Remembering the Kielland disaster
06 April 2010
This Easter, the oil and gas community marked the sombre anniversary of a tragic offshore accident that occurred three decades ago when 123 oil workers died as a floating accommodation unit capsized into the Ekofisk area of the North Sea. Now is a time for reflection and a reminder that the protection of human lives must always be our first concern. We must never see a repeat of the Kielland disaster.
The present director-general of the Petroleum Safety Authority Norway, Magne Ognedal, personally experienced the sinking of the Alexander L Kielland flotel, albeit from the safety of a secure office on dry land. At the time, the dimensions of the incident were simply so incredible and unreal that the whole population of Norway was in shock.
Engineers who worked on safety at the Norwegian Petroleum Directorate in those days promised each other they would do their utmost to prevent anything similar from happening in the future. Thirty years on, it is appropriate that everybody remembers and reflects on the Kielland disaster.
Today’s offshore installations unquestionably incorporate substantially higher standards of safety and the working environment than they did 30 years ago and that reflects in part the lessons learnt from the Kielland disaster. It is very unlikely that another accident with the same causes could have similarly disastrous consequences today.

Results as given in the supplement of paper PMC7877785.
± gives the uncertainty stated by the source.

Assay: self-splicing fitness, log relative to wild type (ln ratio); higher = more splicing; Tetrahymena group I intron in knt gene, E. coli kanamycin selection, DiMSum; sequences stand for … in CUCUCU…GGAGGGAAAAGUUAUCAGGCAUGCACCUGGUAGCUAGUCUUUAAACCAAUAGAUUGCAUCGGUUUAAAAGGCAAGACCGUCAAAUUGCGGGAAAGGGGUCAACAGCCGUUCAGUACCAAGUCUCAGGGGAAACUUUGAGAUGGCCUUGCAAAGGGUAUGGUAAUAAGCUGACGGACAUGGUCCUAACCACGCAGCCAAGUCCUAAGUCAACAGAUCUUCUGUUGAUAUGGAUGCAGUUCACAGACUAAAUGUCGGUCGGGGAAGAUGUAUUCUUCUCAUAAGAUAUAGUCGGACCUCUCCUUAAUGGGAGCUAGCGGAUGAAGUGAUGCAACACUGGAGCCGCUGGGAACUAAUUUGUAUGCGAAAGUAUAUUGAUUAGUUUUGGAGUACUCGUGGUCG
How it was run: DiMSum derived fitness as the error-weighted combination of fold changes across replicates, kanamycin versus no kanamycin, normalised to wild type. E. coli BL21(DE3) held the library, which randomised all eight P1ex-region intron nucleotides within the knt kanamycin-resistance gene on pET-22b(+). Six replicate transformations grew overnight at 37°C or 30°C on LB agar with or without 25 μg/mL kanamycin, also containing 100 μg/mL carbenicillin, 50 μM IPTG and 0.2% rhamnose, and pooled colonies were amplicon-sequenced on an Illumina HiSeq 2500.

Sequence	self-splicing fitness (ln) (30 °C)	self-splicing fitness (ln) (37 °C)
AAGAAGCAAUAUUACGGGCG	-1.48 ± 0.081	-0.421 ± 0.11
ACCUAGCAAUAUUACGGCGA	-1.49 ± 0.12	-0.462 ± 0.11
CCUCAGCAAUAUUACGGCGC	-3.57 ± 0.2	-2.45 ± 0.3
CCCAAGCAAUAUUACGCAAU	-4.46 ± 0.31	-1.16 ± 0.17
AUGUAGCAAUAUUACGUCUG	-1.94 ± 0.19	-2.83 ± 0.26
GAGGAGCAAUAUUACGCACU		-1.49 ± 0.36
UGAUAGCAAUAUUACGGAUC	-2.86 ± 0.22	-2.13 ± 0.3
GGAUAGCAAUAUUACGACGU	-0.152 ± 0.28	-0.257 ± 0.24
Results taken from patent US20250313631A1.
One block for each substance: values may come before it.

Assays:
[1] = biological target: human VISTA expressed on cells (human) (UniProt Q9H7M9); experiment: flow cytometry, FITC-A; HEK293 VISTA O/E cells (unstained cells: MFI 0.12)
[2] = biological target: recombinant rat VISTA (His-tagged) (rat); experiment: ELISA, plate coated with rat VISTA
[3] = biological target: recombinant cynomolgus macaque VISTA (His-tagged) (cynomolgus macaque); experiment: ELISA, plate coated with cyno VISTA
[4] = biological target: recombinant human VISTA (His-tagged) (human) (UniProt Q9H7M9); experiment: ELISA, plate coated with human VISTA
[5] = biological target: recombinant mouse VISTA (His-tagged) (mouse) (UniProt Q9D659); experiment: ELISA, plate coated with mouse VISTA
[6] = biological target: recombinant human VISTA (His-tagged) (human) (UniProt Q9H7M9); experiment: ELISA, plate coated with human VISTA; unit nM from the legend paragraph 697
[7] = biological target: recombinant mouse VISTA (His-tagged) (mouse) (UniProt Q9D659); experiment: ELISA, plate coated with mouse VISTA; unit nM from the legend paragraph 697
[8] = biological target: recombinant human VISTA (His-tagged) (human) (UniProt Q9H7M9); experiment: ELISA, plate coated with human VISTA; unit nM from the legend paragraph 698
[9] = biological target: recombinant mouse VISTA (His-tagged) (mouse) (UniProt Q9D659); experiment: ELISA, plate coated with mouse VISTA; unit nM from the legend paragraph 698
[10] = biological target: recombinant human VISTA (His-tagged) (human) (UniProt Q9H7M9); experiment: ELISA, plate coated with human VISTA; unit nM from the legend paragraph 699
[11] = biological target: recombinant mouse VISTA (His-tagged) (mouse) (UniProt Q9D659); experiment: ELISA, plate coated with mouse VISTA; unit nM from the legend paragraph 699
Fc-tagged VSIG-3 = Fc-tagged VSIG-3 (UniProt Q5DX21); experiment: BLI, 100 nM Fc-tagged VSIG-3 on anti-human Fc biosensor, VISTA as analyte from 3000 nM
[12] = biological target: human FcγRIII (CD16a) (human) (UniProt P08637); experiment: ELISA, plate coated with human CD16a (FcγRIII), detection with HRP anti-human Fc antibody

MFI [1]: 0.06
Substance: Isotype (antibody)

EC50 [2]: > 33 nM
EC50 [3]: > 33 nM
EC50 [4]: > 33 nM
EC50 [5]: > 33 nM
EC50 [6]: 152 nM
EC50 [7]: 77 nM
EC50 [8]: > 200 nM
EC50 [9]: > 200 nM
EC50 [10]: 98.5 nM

The real worry is that the industry may be losing focus. Many of the young people entering the oil and gas business would have scarcely heard of the Alexander L Kielland and must be reminded of previous disasters and learn from the mistakes of earlier generations.
We must never forget that the protection of human lives must always come first and do our uttermost to prevent anything like the Kielland accident from happening again.
The Kielland disaster
The Alexander L. Kielland was a Pentagon-type semi-submersible located in the Ekofisk Field for Phillips Petroleum, acting as a floating hotel for workers from the Edda Platform. Around 1830 hours on 27 March 1980, one of the main horizontal braces supporting one of the five legs failed due to gale force winds and high seas. The failure of the brace was later attributed to a fracture which had developed around a hole in the structure which a hydrophone, used to aid the positioning of the rig, had been installed. After the failure of the first brace, the remaining five braces attached to the leg failed in quick succession causing the leg to break off. The rig almost immediately listed to one side, partially submerging the main deck and accommodation block.
The initial collapse occurred within a minute but the Kielland remained floating for about another 14 minutes. During this time, a number of attempts were made to launch lifeboats, with only two of the seven lifeboats launched successfully. Three of the lifeboats were smashed against the rig's legs as result of the storm winds and waves whilst being lowered, leading to a number of casualties. After around 15 minutes, as water flowed into another two of the rig's legs, the last anchor wire parted and the rig rolled over completely with only the undersides of its legs visible above the surface.
On top of the high winds and waves, the men also faced near freezing waters with little protection. While some did manage to swim to the Edda Platform, which the flotel served, others were swept away by 10m waves and strong currents as they attempted to reach rescue boats or other rigs.
There were 212 men aboard the Kielland – 123 perished and only 89 survived.
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